Wednesday, June 26, 2013

Glasair helps students build planes

ARLINGTON — Glasair Aviation in Arlington is teaming up with the General Aviation Manufacturers Association to provide a unique hands-on learning experience for high school students from Michigan and Minnesota from June 17-30, as the students build a pair of Sportsman aircraft in Glasair’s “Two Weeks to Taxi” program. 

Chris Strachan, director of marketing and sales for Glasair, noted that the Arlington-based company had undertaken a similar venture a couple of years ago, albeit with far fewer students, which is but one reason that he deemed the scope of this program to be unprecedented for Glasair.

“It’s a much bigger format,” Strachan said. “I’ve always been for supporting the youth — I’m part of the EAA Young Eagles program — and I see this as a way of giving them a different perspective on technology. They have to do 51 percent of the builds themselves, and doing that work allows them to feel empowered and take ownership over what they’re building. We tell them that these planes need to be able to fly for the next 50 years, and the people who fly in them are laying their lives on these kids’ work, so if they don’t feel right about anything, they should check it and do it again.”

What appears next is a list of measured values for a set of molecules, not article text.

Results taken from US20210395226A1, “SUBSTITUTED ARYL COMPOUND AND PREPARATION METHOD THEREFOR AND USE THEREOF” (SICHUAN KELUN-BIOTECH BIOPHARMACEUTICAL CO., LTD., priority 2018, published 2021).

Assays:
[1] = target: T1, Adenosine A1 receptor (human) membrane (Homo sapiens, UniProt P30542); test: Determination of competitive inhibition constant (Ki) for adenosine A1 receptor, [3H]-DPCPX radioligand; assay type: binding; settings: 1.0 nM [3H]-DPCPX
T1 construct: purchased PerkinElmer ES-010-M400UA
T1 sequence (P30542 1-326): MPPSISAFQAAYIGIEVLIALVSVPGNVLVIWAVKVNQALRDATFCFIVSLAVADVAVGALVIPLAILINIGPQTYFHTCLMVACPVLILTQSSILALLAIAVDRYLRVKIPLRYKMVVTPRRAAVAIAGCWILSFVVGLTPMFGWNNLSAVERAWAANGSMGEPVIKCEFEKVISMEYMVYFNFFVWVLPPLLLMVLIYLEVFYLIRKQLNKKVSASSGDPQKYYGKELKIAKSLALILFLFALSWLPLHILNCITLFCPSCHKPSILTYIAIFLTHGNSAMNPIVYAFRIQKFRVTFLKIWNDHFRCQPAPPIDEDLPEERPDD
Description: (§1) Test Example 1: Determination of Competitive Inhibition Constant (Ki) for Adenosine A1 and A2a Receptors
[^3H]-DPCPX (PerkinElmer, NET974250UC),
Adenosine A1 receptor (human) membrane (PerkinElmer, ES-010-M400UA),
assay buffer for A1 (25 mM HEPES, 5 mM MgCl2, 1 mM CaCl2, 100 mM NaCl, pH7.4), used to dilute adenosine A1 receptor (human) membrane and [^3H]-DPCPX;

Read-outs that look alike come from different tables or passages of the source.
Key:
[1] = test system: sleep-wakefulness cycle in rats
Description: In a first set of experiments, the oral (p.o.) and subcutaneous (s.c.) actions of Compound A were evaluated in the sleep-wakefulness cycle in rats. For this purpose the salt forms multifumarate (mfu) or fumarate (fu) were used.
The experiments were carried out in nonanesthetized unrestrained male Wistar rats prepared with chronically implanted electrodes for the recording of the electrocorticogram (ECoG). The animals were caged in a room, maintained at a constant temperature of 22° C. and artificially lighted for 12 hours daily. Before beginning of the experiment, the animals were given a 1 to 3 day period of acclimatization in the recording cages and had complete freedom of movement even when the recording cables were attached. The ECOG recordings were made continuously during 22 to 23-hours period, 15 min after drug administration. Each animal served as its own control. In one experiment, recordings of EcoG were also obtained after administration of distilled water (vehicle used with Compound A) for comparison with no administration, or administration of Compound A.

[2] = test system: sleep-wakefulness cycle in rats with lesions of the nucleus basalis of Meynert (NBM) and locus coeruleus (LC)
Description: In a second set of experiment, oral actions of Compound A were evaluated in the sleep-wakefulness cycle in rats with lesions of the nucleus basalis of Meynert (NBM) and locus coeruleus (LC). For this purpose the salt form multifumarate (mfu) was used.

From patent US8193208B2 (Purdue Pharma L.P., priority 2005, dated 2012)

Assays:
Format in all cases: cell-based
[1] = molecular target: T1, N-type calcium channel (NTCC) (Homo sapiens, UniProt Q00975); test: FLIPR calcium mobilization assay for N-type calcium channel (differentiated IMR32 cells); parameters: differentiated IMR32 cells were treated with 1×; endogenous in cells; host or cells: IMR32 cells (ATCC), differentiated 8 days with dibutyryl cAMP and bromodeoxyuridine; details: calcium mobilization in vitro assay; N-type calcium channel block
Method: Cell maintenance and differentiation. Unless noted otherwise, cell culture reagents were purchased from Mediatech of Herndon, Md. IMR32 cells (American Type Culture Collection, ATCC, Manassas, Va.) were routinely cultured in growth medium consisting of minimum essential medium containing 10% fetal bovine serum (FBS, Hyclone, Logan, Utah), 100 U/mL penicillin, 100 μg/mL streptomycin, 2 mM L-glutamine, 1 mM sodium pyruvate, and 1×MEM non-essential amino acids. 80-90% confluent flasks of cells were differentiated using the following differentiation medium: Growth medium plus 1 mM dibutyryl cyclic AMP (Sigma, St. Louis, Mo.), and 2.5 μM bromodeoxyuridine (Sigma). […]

GAMA President Peter Bunce noted that students from 27 schools in 22 states entered the “Build A Plane” aircraft design contest to be eligible for this opportunity, for which he thanked Glasair.

“The biggest surprise has been how great the guys on the Glasair factory floor have been with these kids,” Bunce said. “They’re not trained to be teachers, but they’ve got such a good way with the kids that they’re able to get them focused on the tasks at hand while they’re still having fun. These kids are working long days, but they’re motivated and ready to dive right in.”

Julia Garner of Saline High School and Kyle Labombarbe of Lincoln High School both hail from Michigan and had never been to the Pacific Northwest before. They agreed that the lessons they’ve learned at Glasair could not be replicated in a classroom.

“I’ve known since my freshman year that I wanted to be a mechanical engineer, but this puts the problem solving in a different perspective,” Garner said. “I never expected I’d build a plane.”

“Everything has to be of the highest grade,” Labombarbe said. “Everything has to be locked in and checked twice.”


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